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# DEFLECTION OF A SIMPLY SUPPORTED BEAM

Objective:
To establish the relationship between deflection and applied load and determine the
elastic modulus of the beam specimen from the deflection data.
Theory:
L/2

Apparatus:
The apparatus consist of:
1.
2.
3.
4.
5.
6.
7.
8.

A support frame.
A pair of pinned support.
A dial gauge with 0.01 mm accuracy to measuring deflection.
Beam specimen with constant depth and width throughout its length.
A caliper to measure the depth and with of the beam specimen.
A meter ruler or tape measure to measure the span of the beam.
A set of weights.

Diagram:

## Figure 5: Setting the dial gauge reading

Figure 6: Caliper
Procedure:
1. Bolt the two knife edge supports to the support frame using the plate and bolt
supplied with the apparatus. The distance between the two supports should be
equal to the span of the beam to be tested.
2. Measure width and depth of specimen and record the readings (take
measurement at 3 location and record the average reading).
3. Place the beam specimen on the knife edge supports.
4. Fix the load hanger at mid-span of the beam.
5. Position the dial gauge at the mid-span of the beam to measure the resulting
deflection.
6. Set the dial gauge reading to zero.
7. Place a suitable load on the hanger (starting with 1N)
8. Record the resulting dial gauge reading.
9. Increase the load on the load hanger (by an increment of 1N)
10. Repeat step 8 and 9 for a few more load increments of 1N up to a maximum
total load of 5N on the hanger.
11. Repeat the above test to obtain another set of readings using the same beam
specimen.
12. Repeat the whole procedure from step 1 to 11 for two other beam specimens.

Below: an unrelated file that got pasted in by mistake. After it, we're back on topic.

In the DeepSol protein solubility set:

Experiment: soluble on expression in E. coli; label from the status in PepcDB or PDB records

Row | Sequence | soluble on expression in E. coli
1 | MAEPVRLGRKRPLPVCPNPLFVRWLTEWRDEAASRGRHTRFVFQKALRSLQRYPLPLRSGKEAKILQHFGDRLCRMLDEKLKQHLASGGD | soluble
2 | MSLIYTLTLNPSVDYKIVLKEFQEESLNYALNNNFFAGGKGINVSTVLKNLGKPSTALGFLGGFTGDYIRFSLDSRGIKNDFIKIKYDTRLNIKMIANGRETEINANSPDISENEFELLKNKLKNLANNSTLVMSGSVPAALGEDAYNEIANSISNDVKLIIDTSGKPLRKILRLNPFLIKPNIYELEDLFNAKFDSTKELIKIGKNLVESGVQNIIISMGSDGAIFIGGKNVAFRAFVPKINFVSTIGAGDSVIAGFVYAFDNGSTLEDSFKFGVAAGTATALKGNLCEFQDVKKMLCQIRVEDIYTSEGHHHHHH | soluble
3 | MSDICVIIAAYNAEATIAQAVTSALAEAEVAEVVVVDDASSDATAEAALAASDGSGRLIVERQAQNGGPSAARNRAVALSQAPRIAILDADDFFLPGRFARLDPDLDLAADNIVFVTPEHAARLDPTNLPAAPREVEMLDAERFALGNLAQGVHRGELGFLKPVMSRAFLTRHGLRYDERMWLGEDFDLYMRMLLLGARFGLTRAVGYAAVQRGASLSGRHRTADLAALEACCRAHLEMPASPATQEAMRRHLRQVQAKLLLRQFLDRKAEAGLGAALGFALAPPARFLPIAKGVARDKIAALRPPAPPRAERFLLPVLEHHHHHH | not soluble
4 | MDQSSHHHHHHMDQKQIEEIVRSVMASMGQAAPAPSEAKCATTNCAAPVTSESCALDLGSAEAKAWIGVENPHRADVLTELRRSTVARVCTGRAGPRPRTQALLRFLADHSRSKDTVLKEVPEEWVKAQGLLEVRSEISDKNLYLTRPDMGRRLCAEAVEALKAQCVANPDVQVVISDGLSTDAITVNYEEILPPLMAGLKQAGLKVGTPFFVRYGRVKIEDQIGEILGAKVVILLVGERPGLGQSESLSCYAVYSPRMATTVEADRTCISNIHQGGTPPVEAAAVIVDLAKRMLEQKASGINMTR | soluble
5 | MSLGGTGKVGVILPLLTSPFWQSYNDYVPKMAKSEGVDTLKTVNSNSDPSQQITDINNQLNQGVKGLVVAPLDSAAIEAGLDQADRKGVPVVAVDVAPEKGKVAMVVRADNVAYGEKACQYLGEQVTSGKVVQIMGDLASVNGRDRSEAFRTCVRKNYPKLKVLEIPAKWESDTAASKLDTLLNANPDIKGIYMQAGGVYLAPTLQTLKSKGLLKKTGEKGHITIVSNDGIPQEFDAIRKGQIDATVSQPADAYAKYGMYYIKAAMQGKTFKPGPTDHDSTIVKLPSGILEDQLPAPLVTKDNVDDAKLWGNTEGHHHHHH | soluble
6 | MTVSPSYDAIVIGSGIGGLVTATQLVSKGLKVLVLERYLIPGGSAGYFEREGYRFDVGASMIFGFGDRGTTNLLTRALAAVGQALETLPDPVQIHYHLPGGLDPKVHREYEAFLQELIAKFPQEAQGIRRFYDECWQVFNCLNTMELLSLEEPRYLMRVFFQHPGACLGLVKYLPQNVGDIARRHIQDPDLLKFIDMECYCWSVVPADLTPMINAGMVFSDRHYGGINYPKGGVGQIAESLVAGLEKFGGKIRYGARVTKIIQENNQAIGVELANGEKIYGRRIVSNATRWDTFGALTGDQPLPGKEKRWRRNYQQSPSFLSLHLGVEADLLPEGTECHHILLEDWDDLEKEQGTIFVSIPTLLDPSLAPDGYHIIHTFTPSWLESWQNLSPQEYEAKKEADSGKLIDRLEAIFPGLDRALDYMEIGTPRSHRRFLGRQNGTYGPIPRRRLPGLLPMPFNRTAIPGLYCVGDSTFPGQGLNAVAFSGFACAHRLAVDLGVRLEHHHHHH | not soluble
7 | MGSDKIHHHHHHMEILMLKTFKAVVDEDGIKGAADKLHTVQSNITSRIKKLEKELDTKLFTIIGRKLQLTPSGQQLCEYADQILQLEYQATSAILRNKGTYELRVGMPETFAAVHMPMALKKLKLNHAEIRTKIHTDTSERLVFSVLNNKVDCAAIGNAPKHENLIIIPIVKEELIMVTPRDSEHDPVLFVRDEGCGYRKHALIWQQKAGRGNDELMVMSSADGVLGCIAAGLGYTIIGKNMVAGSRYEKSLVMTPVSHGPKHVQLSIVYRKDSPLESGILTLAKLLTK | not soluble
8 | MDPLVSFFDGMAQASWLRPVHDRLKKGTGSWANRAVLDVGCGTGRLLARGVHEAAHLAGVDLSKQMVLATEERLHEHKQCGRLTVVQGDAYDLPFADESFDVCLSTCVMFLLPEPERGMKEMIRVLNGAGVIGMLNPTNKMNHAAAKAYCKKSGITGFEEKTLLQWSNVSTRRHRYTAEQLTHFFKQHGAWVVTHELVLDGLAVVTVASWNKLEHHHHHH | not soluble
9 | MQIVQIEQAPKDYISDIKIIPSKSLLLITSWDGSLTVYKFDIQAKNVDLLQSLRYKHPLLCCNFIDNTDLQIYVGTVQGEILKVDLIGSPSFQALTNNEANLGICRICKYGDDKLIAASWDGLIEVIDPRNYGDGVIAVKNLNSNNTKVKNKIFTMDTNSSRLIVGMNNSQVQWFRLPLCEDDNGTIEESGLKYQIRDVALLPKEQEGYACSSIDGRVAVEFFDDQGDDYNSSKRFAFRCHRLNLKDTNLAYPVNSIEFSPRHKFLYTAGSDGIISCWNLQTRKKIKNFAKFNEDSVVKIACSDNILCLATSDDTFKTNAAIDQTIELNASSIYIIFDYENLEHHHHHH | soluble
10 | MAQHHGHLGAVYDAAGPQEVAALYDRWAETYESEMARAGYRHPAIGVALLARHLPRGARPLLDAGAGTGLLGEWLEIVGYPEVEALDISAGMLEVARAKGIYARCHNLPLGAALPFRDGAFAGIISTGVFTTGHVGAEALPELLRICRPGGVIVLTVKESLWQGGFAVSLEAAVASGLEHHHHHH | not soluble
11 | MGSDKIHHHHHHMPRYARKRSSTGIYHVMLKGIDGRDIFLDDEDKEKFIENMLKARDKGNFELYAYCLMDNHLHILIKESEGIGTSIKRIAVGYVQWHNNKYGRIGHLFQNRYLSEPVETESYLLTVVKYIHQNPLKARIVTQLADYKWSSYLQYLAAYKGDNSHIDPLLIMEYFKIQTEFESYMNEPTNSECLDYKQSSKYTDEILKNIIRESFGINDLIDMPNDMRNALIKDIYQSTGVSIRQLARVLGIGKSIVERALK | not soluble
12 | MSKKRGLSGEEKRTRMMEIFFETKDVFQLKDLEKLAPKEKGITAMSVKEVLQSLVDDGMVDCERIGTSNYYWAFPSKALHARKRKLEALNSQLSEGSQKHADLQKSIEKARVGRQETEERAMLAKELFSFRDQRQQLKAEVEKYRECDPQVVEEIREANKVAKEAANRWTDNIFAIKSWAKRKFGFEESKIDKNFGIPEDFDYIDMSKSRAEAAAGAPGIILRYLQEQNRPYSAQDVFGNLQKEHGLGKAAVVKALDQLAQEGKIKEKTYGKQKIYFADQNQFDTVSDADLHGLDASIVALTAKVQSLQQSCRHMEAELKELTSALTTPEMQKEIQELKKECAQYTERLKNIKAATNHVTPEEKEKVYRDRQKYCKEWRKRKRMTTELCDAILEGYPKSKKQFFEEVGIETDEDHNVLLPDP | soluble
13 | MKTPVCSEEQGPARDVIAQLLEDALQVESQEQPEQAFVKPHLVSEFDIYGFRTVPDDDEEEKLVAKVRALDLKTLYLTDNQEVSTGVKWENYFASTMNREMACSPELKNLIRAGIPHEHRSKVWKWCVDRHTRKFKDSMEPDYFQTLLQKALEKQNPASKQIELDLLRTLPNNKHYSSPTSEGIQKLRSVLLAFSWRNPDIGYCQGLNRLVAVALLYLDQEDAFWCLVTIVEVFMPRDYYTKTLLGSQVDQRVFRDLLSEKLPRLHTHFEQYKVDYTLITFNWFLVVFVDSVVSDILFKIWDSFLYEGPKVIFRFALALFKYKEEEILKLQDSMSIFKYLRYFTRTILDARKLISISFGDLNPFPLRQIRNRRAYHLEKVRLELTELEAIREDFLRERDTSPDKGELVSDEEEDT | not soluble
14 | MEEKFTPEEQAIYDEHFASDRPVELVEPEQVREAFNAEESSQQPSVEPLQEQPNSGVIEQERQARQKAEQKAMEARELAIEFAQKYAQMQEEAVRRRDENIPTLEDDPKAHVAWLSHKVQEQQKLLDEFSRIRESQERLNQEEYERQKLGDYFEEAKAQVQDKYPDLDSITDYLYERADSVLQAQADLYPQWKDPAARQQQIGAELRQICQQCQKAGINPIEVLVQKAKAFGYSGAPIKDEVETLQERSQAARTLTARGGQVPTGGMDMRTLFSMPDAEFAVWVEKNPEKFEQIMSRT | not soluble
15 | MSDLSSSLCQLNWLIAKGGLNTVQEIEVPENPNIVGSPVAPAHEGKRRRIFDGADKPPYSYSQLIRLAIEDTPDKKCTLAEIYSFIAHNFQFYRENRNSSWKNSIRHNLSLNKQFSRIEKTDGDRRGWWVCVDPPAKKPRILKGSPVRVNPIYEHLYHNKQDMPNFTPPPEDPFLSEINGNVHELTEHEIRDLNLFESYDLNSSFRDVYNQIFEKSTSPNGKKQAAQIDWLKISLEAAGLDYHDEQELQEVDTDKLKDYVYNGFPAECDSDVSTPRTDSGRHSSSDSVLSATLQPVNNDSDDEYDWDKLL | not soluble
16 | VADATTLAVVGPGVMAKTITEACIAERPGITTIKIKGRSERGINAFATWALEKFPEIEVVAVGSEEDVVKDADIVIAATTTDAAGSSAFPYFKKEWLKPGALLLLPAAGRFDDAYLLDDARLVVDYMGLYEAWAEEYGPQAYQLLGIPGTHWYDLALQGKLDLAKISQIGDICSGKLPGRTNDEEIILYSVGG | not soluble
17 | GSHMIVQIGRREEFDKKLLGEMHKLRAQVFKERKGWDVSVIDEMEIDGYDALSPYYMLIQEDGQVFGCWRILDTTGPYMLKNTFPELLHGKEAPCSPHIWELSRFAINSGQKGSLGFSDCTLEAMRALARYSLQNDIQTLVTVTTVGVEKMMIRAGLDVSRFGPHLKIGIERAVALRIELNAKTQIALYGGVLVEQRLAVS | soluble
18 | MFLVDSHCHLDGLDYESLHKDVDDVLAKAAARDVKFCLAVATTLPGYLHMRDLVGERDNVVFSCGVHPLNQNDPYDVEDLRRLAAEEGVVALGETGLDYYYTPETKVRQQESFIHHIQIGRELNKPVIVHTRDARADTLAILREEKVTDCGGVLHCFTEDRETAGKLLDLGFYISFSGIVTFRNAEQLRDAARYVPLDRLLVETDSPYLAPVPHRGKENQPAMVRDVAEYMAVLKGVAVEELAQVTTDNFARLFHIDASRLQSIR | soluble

Results of Aluminium:
Span of tested beam, L = 1000 mm
Width of beam specimen, b = 25.028 mm

## Depth of beam specimen, d = 3.896 mm

Moment of inertia of beam specimen, I = (bd3/12) = 123.4 mm4
Dial gauge reading, 1 division = 0.01 mm
Modulus of Elasticity = 70000 N/mm2
Table:
Applied

N
1
2
3
4
5

Experimental Deflection

Test 1

Test 2

mm
1.04
2.28
3.31
4.52
5.6

mm
1.16
2.34
3.55
4.77
6.02

Theoretical
Deflection
mm

Average
Deflection mm
1.1
2.31
3.43
4.645
5.81

2.413
4.826
7.239
9.652
12.065

## Results of Stainless Steel:

Span of tested beam, L = 1000 mm
Width of beam specimen, b = 25.04 mm
Depth of beam specimen, d = 3.03 mm
Moment of inertia of beam specimen, I = (bd3/12) = 58.05 mm4
Dial gauge reading, 1 division = 0.01 mm
Modulus of Elasticity = 187500 N/mm2
Table:
Applied

N
1
2
3
4

Experimental Deflection

Test 1

Test 2

mm
1.19
2.43
3.69
4.69

mm
1.1
2.48
3.67
5

Theoretical
Deflection
mm

Average
Deflection mm
1.145
2.455
3.68
4.98

1.9141
3.828
5.742
7.656

6.39

6.4

6.395

9.57

Results of Bronze:
Span of tested beam, L = 1000 mm
Width of beam specimen, b = 25.5055 mm
Depth of beam specimen, d = 5.09 mm
Moment of inertia of beam specimen, I = (bd3/12) = 280.29 mm4
Dial gauge reading, 1 division = 0.01 mm
Modulus of Elasticity = 120000 N/mm2
Table:
Applied

N
1
2
3
4
5

Experimental Deflection

Test 1

Test 2

mm
0.68
1.37
2.09
2.78
3.45

mm
0.67
1.41
2.22
2.95
3.75

Theoretical
Deflection
mm

Average
Deflection mm
0.675
1.39
2.155
2.865
3.6

0.619
1.239
1.858
2.478
3.097

1. Using the tabulated data in table above, plot the graph of load verses
experimental deflection.
2. Draw the best fit curve through the plotted point and hence deduce the
relationship between the applied load and the resulting mid span deflection.
3. Calculation the modulus of Elasticity for each of the beam specimens using
the slope of the graph obtained assuming a linear relationship between load
and deflection as shown below.
Conclusion:
1. From this experiment what is the relationship between the applied load and the
resulting displacement/deflection.
When the applied load increase, the resulting displacement/deflection will
higher.
2. What does the slope of the graph represents how does it varies in relation to